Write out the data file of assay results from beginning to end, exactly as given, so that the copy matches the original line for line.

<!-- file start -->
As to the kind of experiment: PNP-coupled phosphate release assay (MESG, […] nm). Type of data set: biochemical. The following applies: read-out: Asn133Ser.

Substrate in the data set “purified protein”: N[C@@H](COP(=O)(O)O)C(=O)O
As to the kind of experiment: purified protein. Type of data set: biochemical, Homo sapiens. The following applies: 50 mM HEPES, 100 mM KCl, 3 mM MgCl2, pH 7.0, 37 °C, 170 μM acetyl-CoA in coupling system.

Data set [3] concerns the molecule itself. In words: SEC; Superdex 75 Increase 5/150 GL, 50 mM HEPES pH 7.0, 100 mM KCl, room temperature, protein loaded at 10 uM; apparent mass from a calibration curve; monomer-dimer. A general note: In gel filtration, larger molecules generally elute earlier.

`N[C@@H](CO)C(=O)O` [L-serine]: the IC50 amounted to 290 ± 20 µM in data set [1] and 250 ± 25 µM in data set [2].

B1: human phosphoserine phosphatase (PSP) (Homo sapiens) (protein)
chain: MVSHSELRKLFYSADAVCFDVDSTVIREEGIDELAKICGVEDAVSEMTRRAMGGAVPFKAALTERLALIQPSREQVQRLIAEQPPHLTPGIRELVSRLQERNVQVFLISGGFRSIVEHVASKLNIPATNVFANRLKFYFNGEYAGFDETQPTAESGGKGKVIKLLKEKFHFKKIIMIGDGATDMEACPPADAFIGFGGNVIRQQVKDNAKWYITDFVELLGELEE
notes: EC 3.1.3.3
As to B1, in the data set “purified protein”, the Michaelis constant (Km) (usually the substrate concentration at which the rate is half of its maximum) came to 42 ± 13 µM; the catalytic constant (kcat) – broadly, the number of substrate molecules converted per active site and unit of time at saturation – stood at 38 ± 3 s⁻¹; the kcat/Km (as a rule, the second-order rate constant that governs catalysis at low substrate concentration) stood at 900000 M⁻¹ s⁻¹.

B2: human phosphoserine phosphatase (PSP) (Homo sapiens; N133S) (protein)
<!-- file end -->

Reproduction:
As to the kind of experiment: PNP-coupled phosphate release assay (MESG, […] nm). Type of data set: biochemical. The following applies: read-out: Asn133Ser.

Substrate in the data set “purified protein”: N[C@@H](COP(=O)(O)O)C(=O)O
As to the kind of experiment: purified protein. Type of data set: biochemical, Homo sapiens. The following applies: 50 mM HEPES, 100 mM KCl, 3 mM MgCl2, pH 7.0, 37 °C, 170 μM acetyl-CoA in coupling system.

Data set [3] concerns the molecule itself. In words: SEC; Superdex 75 Increase 5/150 GL, 50 mM HEPES pH 7.0, 100 mM KCl, room temperature, protein loaded at 10 uM; apparent mass from a calibration curve; monomer-dimer. A general note: In gel filtration, larger molecules generally elute earlier.

`N[C@@H](CO)C(=O)O` [L-serine]: the IC50 amounted to 290 ± 20 µM in data set [1] and 250 ± 25 µM in data set [2].

B1: human phosphoserine phosphatase (PSP) (Homo sapiens) (protein)
chain: MVSHSELRKLFYSADAVCFDVDSTVIREEGIDELAKICGVEDAVSEMTRRAMGGAVPFKAALTERLALIQPSREQVQRLIAEQPPHLTPGIRELVSRLQERNVQVFLISGGFRSIVEHVASKLNIPATNVFANRLKFYFNGEYAGFDETQPTAESGGKGKVIKLLKEKFHFKKIIMIGDGATDMEACPPADAFIGFGGNVIRQQVKDNAKWYITDFVELLGELEE
notes: EC 3.1.3.3
As to B1, in the data set “purified protein”, the Michaelis constant (Km) (usually the substrate concentration at which the rate is half of its maximum) came to 42 ± 13 µM; the catalytic constant (kcat) – broadly, the number of substrate molecules converted per active site and unit of time at saturation – stood at 38 ± 3 s⁻¹; the kcat/Km (as a rule, the second-order rate constant that governs catalysis at low substrate concentration) stood at 900000 M⁻¹ s⁻¹.

B2: human phosphoserine phosphatase (PSP) (Homo sapiens; N133S) (protein)